Fast forward through high school, I got what I wanted. I was popular – kind of. I was the kind of popular that people invited places, but didn’t want to actually go with. I went to parties and drank too much and slept with boys that were too old for me and didn’t give a shit about my grades and I was grounded – a LOT. All my rebellion really put a strain on my relationship with my mother and we had a falling out. We had a lot of falling outs, but this one in particular lasted over a year. I was 17 and told one lie too many, stole my best friends car and crashed it, missing an important family event. She finally gave me the boot. So naturally, rather than apologizing and trying to make things better, I got my own place. A shitty little $300 a month apartment. “I’ll show you how much I don’t need you guys.” Over the next 12 months my drug use went from occasional to medicinal, and bada-bing bada-boom, for the first time at 17 years old I became physically dependent on opiates. (I’m going to choose to graze over this particular part of my journey, because there are a million different stories to be told. I know that we will spend a lot of time talking about them, and I want this to be the watered down version.)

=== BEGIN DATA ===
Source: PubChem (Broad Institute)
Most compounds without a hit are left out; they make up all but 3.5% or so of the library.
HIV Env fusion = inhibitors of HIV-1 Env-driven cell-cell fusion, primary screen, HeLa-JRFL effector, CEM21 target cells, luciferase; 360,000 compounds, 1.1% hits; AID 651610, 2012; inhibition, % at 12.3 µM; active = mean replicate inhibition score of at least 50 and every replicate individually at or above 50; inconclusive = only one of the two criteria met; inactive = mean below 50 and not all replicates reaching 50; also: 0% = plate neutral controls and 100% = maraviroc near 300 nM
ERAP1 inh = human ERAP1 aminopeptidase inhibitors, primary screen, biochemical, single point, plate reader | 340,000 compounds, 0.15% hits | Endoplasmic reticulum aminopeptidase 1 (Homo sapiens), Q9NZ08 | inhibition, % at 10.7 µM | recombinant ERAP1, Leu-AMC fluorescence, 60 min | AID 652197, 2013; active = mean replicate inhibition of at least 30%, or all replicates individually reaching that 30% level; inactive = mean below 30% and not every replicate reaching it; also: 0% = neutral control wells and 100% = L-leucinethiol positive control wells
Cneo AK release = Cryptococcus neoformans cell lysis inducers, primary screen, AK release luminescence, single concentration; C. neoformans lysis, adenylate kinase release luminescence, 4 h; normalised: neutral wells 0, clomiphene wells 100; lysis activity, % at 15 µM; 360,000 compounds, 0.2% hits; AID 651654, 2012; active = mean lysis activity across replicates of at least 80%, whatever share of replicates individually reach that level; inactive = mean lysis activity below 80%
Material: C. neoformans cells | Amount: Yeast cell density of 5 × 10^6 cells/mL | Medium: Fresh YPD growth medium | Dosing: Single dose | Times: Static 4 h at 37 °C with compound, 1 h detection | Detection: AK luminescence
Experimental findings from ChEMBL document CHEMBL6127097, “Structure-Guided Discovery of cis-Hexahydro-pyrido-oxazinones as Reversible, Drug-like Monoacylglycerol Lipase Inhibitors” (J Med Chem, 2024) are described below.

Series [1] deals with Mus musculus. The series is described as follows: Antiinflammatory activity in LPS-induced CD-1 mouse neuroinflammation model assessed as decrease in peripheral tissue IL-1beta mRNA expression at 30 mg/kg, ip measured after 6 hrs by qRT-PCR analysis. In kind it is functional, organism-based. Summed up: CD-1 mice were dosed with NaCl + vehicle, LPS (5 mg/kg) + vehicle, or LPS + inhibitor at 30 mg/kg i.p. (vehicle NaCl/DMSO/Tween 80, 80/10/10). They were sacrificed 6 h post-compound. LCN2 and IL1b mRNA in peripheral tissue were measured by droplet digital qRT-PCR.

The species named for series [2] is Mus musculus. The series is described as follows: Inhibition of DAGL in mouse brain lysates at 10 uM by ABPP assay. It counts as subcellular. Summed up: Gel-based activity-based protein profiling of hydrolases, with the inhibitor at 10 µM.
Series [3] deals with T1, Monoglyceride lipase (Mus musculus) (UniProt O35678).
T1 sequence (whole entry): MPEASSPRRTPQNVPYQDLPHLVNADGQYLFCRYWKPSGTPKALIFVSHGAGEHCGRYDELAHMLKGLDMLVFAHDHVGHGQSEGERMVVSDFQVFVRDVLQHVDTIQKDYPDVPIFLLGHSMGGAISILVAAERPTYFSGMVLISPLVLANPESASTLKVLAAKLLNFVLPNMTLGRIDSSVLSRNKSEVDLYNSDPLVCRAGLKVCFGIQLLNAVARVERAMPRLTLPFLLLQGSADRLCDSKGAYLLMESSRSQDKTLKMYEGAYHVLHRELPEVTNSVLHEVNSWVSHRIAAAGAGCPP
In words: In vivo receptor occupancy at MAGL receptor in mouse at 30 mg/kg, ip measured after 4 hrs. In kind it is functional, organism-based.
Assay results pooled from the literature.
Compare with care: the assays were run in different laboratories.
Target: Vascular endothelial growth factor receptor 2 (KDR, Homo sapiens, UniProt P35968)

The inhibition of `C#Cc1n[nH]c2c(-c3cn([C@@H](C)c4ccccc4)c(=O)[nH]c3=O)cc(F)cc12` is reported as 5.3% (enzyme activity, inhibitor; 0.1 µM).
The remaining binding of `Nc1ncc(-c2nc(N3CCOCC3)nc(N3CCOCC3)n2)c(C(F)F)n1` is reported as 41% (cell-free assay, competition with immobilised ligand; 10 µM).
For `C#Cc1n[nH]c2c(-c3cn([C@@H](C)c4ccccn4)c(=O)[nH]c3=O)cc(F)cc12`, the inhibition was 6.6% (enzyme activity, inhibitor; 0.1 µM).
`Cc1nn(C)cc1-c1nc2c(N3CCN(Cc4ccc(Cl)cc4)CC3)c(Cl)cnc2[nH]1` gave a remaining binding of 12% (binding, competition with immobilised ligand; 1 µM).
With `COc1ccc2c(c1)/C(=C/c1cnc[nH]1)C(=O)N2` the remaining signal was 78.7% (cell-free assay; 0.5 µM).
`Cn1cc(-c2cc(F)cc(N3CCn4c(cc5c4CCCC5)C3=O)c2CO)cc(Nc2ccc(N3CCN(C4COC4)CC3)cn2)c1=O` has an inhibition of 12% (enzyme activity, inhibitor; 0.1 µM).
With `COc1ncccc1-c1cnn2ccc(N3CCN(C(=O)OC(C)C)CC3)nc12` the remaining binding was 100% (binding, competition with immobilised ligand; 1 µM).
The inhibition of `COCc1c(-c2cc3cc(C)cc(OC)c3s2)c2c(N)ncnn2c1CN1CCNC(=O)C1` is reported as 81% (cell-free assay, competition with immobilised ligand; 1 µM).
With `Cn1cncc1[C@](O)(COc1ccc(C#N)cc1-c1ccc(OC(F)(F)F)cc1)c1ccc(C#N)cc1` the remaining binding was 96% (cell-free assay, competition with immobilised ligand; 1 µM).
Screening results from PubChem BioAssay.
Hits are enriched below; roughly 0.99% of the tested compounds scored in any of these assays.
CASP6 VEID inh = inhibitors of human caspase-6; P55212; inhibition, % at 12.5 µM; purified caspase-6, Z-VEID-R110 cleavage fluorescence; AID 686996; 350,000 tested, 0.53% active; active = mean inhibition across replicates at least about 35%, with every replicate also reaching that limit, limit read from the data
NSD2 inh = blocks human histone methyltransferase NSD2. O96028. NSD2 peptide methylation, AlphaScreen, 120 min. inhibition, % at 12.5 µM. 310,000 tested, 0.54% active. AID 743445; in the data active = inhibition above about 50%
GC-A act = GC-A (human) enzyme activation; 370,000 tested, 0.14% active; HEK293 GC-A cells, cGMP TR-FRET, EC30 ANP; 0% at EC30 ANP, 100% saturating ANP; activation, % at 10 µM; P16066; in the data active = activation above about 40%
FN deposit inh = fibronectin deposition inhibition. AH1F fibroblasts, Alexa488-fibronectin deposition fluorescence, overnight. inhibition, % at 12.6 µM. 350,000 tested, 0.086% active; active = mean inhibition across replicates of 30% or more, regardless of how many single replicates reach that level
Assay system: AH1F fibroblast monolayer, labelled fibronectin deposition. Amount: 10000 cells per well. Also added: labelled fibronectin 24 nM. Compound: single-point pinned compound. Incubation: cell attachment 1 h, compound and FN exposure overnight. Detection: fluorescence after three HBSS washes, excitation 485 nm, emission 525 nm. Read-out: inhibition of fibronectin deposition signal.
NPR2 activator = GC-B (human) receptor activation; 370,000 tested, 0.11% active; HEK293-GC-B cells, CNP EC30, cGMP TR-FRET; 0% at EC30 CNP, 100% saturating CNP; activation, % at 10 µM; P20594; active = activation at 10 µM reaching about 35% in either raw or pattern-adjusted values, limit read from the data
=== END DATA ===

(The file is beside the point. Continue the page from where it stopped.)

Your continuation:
So here we are, I am 18, already a college dropout, stealing money from my family to support my heroin habit. I had absolutely no idea who I was, or what I wanted. I didn’t know what my morals or values were. I didn’t have a belief system. I didn’t have a favorite color. Who I was, was whoever you wanted me to be. The forever chameleon, sitting on a fence, because I’m too afraid to pick a side because then that means the other side would have reason not to like me. What little sense of self I had, I hated. My self esteem was nonexistent. I was as lost and broken as a soul could be. And I stayed that way. For years.